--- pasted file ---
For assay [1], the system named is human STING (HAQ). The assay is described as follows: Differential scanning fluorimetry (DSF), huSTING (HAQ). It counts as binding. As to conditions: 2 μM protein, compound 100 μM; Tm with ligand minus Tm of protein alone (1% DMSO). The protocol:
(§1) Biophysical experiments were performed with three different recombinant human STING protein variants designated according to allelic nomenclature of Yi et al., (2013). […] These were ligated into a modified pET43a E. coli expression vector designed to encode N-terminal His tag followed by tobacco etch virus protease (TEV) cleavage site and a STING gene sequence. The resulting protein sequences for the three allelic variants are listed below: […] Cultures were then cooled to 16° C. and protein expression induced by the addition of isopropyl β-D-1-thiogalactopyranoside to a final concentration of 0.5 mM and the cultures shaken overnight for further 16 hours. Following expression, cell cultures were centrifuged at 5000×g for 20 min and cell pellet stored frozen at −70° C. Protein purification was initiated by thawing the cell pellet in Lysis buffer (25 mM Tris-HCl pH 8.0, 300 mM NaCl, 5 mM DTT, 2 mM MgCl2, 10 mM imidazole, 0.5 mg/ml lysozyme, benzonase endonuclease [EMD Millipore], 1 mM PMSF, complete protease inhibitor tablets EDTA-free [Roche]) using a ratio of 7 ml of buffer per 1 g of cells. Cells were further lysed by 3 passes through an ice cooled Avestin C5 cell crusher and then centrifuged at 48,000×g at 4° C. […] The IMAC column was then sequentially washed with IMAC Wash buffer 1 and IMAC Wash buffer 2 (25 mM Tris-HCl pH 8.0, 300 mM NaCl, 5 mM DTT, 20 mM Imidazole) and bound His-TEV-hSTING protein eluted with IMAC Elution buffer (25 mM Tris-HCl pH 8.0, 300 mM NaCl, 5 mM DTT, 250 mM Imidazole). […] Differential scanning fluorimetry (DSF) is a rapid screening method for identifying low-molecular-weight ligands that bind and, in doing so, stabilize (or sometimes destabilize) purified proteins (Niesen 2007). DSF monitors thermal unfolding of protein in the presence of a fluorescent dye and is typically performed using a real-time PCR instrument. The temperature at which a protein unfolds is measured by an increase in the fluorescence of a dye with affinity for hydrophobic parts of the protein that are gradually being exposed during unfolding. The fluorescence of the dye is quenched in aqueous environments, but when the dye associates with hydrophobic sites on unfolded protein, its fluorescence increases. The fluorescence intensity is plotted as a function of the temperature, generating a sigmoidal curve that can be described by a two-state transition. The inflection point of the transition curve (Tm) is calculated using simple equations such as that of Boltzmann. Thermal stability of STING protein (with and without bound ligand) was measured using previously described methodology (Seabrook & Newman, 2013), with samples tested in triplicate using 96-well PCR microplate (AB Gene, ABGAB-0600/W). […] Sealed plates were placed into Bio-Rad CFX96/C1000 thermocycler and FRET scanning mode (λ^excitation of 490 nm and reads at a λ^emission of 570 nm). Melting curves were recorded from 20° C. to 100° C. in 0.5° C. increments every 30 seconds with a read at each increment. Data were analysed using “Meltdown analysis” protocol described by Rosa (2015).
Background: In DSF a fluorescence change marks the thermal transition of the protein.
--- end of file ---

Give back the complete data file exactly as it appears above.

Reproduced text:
For assay [1], the system named is human STING (HAQ). The assay is described as follows: Differential scanning fluorimetry (DSF), huSTING (HAQ). It counts as binding. As to conditions: 2 μM protein, compound 100 μM; Tm with ligand minus Tm of protein alone (1% DMSO). The protocol:
(§1) Biophysical experiments were performed with three different recombinant human STING protein variants designated according to allelic nomenclature of Yi et al., (2013). […] These were ligated into a modified pET43a E. coli expression vector designed to encode N-terminal His tag followed by tobacco etch virus protease (TEV) cleavage site and a STING gene sequence. The resulting protein sequences for the three allelic variants are listed below: […] Cultures were then cooled to 16° C. and protein expression induced by the addition of isopropyl β-D-1-thiogalactopyranoside to a final concentration of 0.5 mM and the cultures shaken overnight for further 16 hours. Following expression, cell cultures were centrifuged at 5000×g for 20 min and cell pellet stored frozen at −70° C. Protein purification was initiated by thawing the cell pellet in Lysis buffer (25 mM Tris-HCl pH 8.0, 300 mM NaCl, 5 mM DTT, 2 mM MgCl2, 10 mM imidazole, 0.5 mg/ml lysozyme, benzonase endonuclease [EMD Millipore], 1 mM PMSF, complete protease inhibitor tablets EDTA-free [Roche]) using a ratio of 7 ml of buffer per 1 g of cells. Cells were further lysed by 3 passes through an ice cooled Avestin C5 cell crusher and then centrifuged at 48,000×g at 4° C. […] The IMAC column was then sequentially washed with IMAC Wash buffer 1 and IMAC Wash buffer 2 (25 mM Tris-HCl pH 8.0, 300 mM NaCl, 5 mM DTT, 20 mM Imidazole) and bound His-TEV-hSTING protein eluted with IMAC Elution buffer (25 mM Tris-HCl pH 8.0, 300 mM NaCl, 5 mM DTT, 250 mM Imidazole). […] Differential scanning fluorimetry (DSF) is a rapid screening method for identifying low-molecular-weight ligands that bind and, in doing so, stabilize (or sometimes destabilize) purified proteins (Niesen 2007). DSF monitors thermal unfolding of protein in the presence of a fluorescent dye and is typically performed using a real-time PCR instrument. The temperature at which a protein unfolds is measured by an increase in the fluorescence of a dye with affinity for hydrophobic parts of the protein that are gradually being exposed during unfolding. The fluorescence of the dye is quenched in aqueous environments, but when the dye associates with hydrophobic sites on unfolded protein, its fluorescence increases. The fluorescence intensity is plotted as a function of the temperature, generating a sigmoidal curve that can be described by a two-state transition. The inflection point of the transition curve (Tm) is calculated using simple equations such as that of Boltzmann. Thermal stability of STING protein (with and without bound ligand) was measured using previously described methodology (Seabrook & Newman, 2013), with samples tested in triplicate using 96-well PCR microplate (AB Gene, ABGAB-0600/W). […] Sealed plates were placed into Bio-Rad CFX96/C1000 thermocycler and FRET scanning mode (λ^excitation of 490 nm and reads at a λ^emission of 570 nm). Melting curves were recorded from 20° C. to 100° C. in 0.5° C. increments every 30 seconds with a read at each increment. Data were analysed using “Meltdown analysis” protocol described by Rosa (2015).
Background: In DSF a fluorescence change marks the thermal transition of the protein.